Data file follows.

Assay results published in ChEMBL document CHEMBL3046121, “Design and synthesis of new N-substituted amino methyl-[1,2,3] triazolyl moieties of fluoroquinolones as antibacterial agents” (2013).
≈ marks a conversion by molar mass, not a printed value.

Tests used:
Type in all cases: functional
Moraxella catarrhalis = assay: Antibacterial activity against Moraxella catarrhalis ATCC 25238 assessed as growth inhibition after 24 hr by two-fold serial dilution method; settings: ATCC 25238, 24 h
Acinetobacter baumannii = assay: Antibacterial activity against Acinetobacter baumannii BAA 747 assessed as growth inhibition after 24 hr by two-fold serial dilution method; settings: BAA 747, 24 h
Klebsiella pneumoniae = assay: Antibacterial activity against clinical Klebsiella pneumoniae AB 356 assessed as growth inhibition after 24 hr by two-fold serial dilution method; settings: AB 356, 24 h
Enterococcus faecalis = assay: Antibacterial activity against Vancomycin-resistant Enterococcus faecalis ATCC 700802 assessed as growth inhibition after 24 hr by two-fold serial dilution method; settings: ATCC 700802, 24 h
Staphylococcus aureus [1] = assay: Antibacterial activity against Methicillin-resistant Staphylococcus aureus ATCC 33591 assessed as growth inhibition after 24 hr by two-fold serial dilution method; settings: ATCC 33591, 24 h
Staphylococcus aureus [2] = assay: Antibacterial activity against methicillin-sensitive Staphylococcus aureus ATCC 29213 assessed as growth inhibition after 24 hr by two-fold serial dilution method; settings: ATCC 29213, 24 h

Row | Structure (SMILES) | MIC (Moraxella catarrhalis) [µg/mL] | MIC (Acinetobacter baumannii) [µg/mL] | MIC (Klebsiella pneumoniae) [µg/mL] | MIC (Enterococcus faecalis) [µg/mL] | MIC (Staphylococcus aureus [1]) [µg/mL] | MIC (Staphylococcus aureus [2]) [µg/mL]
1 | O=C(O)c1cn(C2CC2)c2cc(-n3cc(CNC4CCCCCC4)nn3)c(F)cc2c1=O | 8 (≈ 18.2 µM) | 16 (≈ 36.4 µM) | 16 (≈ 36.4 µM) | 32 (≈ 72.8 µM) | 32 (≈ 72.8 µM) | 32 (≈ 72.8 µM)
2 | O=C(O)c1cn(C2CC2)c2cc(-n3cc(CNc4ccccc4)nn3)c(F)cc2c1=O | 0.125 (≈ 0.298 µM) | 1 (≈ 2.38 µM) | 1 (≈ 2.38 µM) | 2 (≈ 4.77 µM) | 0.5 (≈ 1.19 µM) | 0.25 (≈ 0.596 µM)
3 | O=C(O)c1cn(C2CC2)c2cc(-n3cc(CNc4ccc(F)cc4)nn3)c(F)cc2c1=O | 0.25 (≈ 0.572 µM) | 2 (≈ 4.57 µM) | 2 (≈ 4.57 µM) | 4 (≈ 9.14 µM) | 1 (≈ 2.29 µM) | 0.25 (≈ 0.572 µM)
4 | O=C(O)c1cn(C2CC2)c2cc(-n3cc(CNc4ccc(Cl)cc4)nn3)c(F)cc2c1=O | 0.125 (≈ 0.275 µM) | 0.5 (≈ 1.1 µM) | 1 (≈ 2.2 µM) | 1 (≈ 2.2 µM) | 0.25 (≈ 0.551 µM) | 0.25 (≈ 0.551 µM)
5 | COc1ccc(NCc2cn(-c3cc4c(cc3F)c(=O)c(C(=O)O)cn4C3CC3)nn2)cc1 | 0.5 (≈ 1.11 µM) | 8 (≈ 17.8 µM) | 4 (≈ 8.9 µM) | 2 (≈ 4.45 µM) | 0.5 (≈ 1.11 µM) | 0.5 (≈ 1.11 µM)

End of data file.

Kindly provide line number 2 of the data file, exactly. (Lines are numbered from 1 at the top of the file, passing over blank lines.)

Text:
≈ marks a conversion by molar mass, not a printed value.